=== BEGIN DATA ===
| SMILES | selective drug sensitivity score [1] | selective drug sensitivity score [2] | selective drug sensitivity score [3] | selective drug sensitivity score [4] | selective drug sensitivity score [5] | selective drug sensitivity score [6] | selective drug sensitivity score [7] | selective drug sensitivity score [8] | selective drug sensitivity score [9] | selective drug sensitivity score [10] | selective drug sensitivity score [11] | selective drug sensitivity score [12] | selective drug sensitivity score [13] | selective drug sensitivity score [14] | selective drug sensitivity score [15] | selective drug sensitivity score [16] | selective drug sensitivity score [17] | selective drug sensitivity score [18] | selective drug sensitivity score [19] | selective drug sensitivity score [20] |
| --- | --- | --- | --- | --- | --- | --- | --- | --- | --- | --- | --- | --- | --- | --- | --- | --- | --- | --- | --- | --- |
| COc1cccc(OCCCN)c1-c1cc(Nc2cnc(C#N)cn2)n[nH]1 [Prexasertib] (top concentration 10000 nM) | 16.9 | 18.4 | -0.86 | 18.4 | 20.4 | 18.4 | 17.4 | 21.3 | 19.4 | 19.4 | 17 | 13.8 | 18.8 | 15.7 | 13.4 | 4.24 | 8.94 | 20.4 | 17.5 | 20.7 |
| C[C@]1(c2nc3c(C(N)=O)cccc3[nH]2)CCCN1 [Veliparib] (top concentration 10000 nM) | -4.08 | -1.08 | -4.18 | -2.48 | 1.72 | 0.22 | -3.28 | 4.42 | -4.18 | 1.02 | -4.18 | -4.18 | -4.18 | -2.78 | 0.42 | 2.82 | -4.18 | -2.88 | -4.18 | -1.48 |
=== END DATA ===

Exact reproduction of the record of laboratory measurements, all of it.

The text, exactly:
| SMILES | selective drug sensitivity score [1] | selective drug sensitivity score [2] | selective drug sensitivity score [3] | selective drug sensitivity score [4] | selective drug sensitivity score [5] | selective drug sensitivity score [6] | selective drug sensitivity score [7] | selective drug sensitivity score [8] | selective drug sensitivity score [9] | selective drug sensitivity score [10] | selective drug sensitivity score [11] | selective drug sensitivity score [12] | selective drug sensitivity score [13] | selective drug sensitivity score [14] | selective drug sensitivity score [15] | selective drug sensitivity score [16] | selective drug sensitivity score [17] | selective drug sensitivity score [18] | selective drug sensitivity score [19] | selective drug sensitivity score [20] |
| --- | --- | --- | --- | --- | --- | --- | --- | --- | --- | --- | --- | --- | --- | --- | --- | --- | --- | --- | --- | --- |
| COc1cccc(OCCCN)c1-c1cc(Nc2cnc(C#N)cn2)n[nH]1 [Prexasertib] (top concentration 10000 nM) | 16.9 | 18.4 | -0.86 | 18.4 | 20.4 | 18.4 | 17.4 | 21.3 | 19.4 | 19.4 | 17 | 13.8 | 18.8 | 15.7 | 13.4 | 4.24 | 8.94 | 20.4 | 17.5 | 20.7 |
| C[C@]1(c2nc3c(C(N)=O)cccc3[nH]2)CCCN1 [Veliparib] (top concentration 10000 nM) | -4.08 | -1.08 | -4.18 | -2.48 | 1.72 | 0.22 | -3.28 | 4.42 | -4.18 | 1.02 | -4.18 | -4.18 | -4.18 | -2.78 | 0.42 | 2.82 | -4.18 | -2.88 | -4.18 | -1.48 |